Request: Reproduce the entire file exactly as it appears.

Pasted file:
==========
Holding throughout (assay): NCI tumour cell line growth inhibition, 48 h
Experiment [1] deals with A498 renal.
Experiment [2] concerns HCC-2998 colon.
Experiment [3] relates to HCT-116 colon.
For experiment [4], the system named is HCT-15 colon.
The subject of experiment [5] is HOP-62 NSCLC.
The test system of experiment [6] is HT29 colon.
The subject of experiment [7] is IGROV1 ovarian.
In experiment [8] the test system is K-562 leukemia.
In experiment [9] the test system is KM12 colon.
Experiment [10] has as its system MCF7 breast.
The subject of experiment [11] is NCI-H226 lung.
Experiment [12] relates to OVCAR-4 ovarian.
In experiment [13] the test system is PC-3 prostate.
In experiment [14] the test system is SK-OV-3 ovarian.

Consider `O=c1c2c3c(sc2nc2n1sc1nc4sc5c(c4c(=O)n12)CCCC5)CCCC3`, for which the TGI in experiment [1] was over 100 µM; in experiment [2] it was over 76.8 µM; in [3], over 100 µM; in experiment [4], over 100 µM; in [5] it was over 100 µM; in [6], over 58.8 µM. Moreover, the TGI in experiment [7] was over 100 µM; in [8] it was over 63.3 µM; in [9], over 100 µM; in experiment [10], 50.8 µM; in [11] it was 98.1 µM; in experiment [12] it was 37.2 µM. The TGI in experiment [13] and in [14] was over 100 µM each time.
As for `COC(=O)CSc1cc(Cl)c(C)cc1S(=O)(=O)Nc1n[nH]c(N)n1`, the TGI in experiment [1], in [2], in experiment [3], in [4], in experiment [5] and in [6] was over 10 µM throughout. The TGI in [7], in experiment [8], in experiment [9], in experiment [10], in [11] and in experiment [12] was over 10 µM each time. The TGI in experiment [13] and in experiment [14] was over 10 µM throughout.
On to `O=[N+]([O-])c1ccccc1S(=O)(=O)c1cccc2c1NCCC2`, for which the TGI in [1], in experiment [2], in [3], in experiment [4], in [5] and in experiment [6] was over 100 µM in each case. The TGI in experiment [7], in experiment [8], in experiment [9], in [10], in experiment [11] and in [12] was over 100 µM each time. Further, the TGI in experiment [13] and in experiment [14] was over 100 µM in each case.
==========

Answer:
Holding throughout (assay): NCI tumour cell line growth inhibition, 48 h
Experiment [1] deals with A498 renal.
Experiment [2] concerns HCC-2998 colon.
Experiment [3] relates to HCT-116 colon.
For experiment [4], the system named is HCT-15 colon.
The subject of experiment [5] is HOP-62 NSCLC.
The test system of experiment [6] is HT29 colon.
The subject of experiment [7] is IGROV1 ovarian.
In experiment [8] the test system is K-562 leukemia.
In experiment [9] the test system is KM12 colon.
Experiment [10] has as its system MCF7 breast.
The subject of experiment [11] is NCI-H226 lung.
Experiment [12] relates to OVCAR-4 ovarian.
In experiment [13] the test system is PC-3 prostate.
In experiment [14] the test system is SK-OV-3 ovarian.

Consider `O=c1c2c3c(sc2nc2n1sc1nc4sc5c(c4c(=O)n12)CCCC5)CCCC3`, for which the TGI in experiment [1] was over 100 µM; in experiment [2] it was over 76.8 µM; in [3], over 100 µM; in experiment [4], over 100 µM; in [5] it was over 100 µM; in [6], over 58.8 µM. Moreover, the TGI in experiment [7] was over 100 µM; in [8] it was over 63.3 µM; in [9], over 100 µM; in experiment [10], 50.8 µM; in [11] it was 98.1 µM; in experiment [12] it was 37.2 µM. The TGI in experiment [13] and in [14] was over 100 µM each time.
As for `COC(=O)CSc1cc(Cl)c(C)cc1S(=O)(=O)Nc1n[nH]c(N)n1`, the TGI in experiment [1], in [2], in experiment [3], in [4], in experiment [5] and in [6] was over 10 µM throughout. The TGI in [7], in experiment [8], in experiment [9], in experiment [10], in [11] and in experiment [12] was over 10 µM each time. The TGI in experiment [13] and in experiment [14] was over 10 µM throughout.
On to `O=[N+]([O-])c1ccccc1S(=O)(=O)c1cccc2c1NCCC2`, for which the TGI in [1], in experiment [2], in [3], in experiment [4], in [5] and in experiment [6] was over 100 µM in each case. The TGI in experiment [7], in experiment [8], in experiment [9], in [10], in experiment [11] and in [12] was over 100 µM each time. Further, the TGI in experiment [13] and in experiment [14] was over 100 µM in each case.